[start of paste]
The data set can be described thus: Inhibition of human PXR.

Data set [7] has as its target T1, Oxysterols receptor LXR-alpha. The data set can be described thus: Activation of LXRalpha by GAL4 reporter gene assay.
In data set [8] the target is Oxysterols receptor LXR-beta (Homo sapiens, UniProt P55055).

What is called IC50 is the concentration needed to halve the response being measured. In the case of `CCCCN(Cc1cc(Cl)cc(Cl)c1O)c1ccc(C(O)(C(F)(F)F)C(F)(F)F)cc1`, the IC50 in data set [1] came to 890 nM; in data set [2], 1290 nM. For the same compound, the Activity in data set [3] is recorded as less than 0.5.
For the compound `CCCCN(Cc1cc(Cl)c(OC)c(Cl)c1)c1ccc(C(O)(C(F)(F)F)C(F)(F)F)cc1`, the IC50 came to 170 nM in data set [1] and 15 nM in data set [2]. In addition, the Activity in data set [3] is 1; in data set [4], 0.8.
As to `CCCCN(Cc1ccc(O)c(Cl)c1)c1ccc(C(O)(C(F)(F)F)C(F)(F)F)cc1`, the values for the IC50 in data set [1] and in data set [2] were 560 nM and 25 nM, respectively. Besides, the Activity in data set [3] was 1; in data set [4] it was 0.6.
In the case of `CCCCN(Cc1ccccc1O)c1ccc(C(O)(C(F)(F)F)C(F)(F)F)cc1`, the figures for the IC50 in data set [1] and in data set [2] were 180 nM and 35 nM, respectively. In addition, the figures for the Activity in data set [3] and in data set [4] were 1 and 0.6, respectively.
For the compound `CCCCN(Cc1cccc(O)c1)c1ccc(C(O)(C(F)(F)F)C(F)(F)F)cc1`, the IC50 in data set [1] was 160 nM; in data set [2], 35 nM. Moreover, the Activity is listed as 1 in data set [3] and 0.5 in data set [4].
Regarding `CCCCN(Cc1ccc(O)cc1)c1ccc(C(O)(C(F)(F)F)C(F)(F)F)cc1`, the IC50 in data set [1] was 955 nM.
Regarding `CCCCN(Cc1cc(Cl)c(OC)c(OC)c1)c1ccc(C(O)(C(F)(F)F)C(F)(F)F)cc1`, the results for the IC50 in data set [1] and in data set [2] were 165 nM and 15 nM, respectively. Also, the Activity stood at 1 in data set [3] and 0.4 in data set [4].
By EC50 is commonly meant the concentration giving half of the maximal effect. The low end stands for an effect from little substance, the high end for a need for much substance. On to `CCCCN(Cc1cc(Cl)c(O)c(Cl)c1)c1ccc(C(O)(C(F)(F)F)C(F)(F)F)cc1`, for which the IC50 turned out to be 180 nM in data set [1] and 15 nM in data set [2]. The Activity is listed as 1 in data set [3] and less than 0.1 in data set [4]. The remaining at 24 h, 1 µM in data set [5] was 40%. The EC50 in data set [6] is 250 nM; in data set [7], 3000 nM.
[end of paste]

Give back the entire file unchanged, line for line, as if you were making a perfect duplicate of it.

The data set can be described thus: Inhibition of human PXR.

Data set [7] has as its target T1, Oxysterols receptor LXR-alpha. The data set can be described thus: Activation of LXRalpha by GAL4 reporter gene assay.
In data set [8] the target is Oxysterols receptor LXR-beta (Homo sapiens, UniProt P55055).

What is called IC50 is the concentration needed to halve the response being measured. In the case of `CCCCN(Cc1cc(Cl)cc(Cl)c1O)c1ccc(C(O)(C(F)(F)F)C(F)(F)F)cc1`, the IC50 in data set [1] came to 890 nM; in data set [2], 1290 nM. For the same compound, the Activity in data set [3] is recorded as less than 0.5.
For the compound `CCCCN(Cc1cc(Cl)c(OC)c(Cl)c1)c1ccc(C(O)(C(F)(F)F)C(F)(F)F)cc1`, the IC50 came to 170 nM in data set [1] and 15 nM in data set [2]. In addition, the Activity in data set [3] is 1; in data set [4], 0.8.
As to `CCCCN(Cc1ccc(O)c(Cl)c1)c1ccc(C(O)(C(F)(F)F)C(F)(F)F)cc1`, the values for the IC50 in data set [1] and in data set [2] were 560 nM and 25 nM, respectively. Besides, the Activity in data set [3] was 1; in data set [4] it was 0.6.
In the case of `CCCCN(Cc1ccccc1O)c1ccc(C(O)(C(F)(F)F)C(F)(F)F)cc1`, the figures for the IC50 in data set [1] and in data set [2] were 180 nM and 35 nM, respectively. In addition, the figures for the Activity in data set [3] and in data set [4] were 1 and 0.6, respectively.
For the compound `CCCCN(Cc1cccc(O)c1)c1ccc(C(O)(C(F)(F)F)C(F)(F)F)cc1`, the IC50 in data set [1] was 160 nM; in data set [2], 35 nM. Moreover, the Activity is listed as 1 in data set [3] and 0.5 in data set [4].
Regarding `CCCCN(Cc1ccc(O)cc1)c1ccc(C(O)(C(F)(F)F)C(F)(F)F)cc1`, the IC50 in data set [1] was 955 nM.
Regarding `CCCCN(Cc1cc(Cl)c(OC)c(OC)c1)c1ccc(C(O)(C(F)(F)F)C(F)(F)F)cc1`, the results for the IC50 in data set [1] and in data set [2] were 165 nM and 15 nM, respectively. Also, the Activity stood at 1 in data set [3] and 0.4 in data set [4].
By EC50 is commonly meant the concentration giving half of the maximal effect. The low end stands for an effect from little substance, the high end for a need for much substance. On to `CCCCN(Cc1cc(Cl)c(O)c(Cl)c1)c1ccc(C(O)(C(F)(F)F)C(F)(F)F)cc1`, for which the IC50 turned out to be 180 nM in data set [1] and 15 nM in data set [2]. The Activity is listed as 1 in data set [3] and less than 0.1 in data set [4]. The remaining at 24 h, 1 µM in data set [5] was 40%. The EC50 in data set [6] is 250 nM; in data set [7], 3000 nM.